First, he condones the work of CCHIT as certifying the minimum capabilities for EHR.   Minimum capabilities?  If anything, those minimum capabilities are already restrictive in defining use of specific standards and models that do not provide the flexibility for true innovation.

What is even worse though, is that Blumenthal appears to want to extend certification requirements to “user-friendly” and defining how “quality and efficiency” will be embedded within an EHR.

User-friendly? There is simply no way you can certify such – end of story.  Let the market define what is user-friendly by what a doctor or hospital chooses to purchase.

Quality? Maybe, just maybe you can ask for the simplest of quality metrics to be recorded within the EHR, but highly doubt that is something you want to certify.  Would it not be better to simply verify quality actions supported as part of meaningful use reimbursement?

Efficiency? That is certainly not something you can certify and falls in the realm of implementation (process mapping/workflow) and training.  You can’t certify that!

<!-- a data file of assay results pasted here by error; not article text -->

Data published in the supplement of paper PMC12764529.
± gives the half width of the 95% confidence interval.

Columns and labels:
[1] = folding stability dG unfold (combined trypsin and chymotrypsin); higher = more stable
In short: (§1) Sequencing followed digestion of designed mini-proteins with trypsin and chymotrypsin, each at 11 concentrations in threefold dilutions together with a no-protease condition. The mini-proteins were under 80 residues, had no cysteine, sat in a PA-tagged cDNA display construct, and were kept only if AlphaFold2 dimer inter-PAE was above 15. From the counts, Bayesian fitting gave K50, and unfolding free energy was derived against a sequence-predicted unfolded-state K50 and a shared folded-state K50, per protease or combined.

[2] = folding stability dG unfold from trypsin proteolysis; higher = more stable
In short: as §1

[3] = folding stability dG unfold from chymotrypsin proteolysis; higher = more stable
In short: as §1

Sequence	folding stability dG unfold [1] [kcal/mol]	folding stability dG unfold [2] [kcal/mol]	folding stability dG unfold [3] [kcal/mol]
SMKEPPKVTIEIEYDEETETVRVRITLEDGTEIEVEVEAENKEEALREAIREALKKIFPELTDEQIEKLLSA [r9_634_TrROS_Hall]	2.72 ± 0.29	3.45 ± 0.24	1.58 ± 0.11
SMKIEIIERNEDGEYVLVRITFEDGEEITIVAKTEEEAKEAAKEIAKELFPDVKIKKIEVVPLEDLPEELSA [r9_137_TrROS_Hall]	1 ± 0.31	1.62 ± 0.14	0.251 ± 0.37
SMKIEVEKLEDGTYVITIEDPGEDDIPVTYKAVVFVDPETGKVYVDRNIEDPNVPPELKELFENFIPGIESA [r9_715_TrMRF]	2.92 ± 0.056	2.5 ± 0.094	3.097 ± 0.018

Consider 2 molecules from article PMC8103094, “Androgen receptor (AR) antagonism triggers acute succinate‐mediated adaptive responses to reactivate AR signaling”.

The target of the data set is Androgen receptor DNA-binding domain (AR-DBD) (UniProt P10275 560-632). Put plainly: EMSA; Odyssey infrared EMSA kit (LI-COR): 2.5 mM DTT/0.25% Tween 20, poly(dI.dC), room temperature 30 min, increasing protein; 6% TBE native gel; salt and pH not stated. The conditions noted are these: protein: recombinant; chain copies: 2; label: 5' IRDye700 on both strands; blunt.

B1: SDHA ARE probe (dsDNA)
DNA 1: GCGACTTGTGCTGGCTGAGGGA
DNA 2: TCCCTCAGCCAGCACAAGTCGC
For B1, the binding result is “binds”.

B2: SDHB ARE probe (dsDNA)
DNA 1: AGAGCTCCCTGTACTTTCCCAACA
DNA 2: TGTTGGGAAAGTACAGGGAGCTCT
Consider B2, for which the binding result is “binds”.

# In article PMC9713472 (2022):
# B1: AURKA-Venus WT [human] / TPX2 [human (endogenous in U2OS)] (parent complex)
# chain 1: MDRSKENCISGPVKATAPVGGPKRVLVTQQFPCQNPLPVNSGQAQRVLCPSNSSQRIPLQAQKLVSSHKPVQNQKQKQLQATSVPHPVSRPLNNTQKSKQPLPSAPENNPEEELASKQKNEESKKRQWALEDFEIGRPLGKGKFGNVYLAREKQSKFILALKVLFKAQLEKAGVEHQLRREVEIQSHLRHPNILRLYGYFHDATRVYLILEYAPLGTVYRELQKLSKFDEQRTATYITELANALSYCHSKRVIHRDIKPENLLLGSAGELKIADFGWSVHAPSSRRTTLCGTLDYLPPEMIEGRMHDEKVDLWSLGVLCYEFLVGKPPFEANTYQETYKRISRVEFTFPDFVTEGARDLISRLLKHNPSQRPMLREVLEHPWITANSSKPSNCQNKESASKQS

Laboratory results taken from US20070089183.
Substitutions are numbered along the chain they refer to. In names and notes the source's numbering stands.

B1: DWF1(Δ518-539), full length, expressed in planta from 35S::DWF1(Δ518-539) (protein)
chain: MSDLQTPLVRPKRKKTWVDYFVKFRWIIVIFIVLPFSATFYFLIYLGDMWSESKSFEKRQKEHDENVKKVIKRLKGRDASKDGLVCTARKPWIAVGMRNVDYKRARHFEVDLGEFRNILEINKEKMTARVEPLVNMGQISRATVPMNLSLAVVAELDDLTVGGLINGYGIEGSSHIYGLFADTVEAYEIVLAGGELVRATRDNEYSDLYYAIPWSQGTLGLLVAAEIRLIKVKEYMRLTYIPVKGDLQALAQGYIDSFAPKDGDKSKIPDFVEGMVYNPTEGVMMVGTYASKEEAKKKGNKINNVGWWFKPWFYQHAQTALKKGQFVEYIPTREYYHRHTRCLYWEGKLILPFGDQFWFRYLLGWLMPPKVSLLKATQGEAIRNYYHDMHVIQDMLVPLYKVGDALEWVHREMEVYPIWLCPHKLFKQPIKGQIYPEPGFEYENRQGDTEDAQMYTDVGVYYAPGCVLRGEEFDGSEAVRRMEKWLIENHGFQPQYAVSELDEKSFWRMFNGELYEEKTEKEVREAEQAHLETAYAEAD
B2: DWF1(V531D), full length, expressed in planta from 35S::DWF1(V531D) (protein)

Suggesting that we tighten the certification process is heading in the wrong direction.  Instead, we need to actually relax the certification process to encourage innovation in the HIT market allowing developers to create solutions that will truly provide value to their users while concurrently meeting the broader objectives of delivering better care and better outcomes.  Creating light certification criteria and focusing more on what outcomes we wish to see occur as a result of broad HIT adoption is where Blumenthal and his staff need to focus their energies.  To do otherwise will lead to a stifling of innovation, stalled HIT adoption among physicians and ultimately a poor investment of the tax payers’ dollars, which we can ill-afford.

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Final Stimulus Bill Released

senateLate last night (10:45pm EST to be exact) Congress released the negotiated final version of the Stimulus Bill (The American Recovery and Reinvestment Act) that is on its way to Obama’s desk for signature, which is expected on Monday.

We’ve downloaded the massive bill, which combined (it’s currently broken into two parts, Division A and Division B) comes in at about a 20MB PDF.  Once we’ve had an opportunity to extract the HITECH Act portion of the Bill, we’ll be providing a more detailed analysis on where that $19B is headed and how.  Not expecting much change as the original Senate and House versions were quite similar with largest divergence appearing to be with the Privacy provisions of the Act.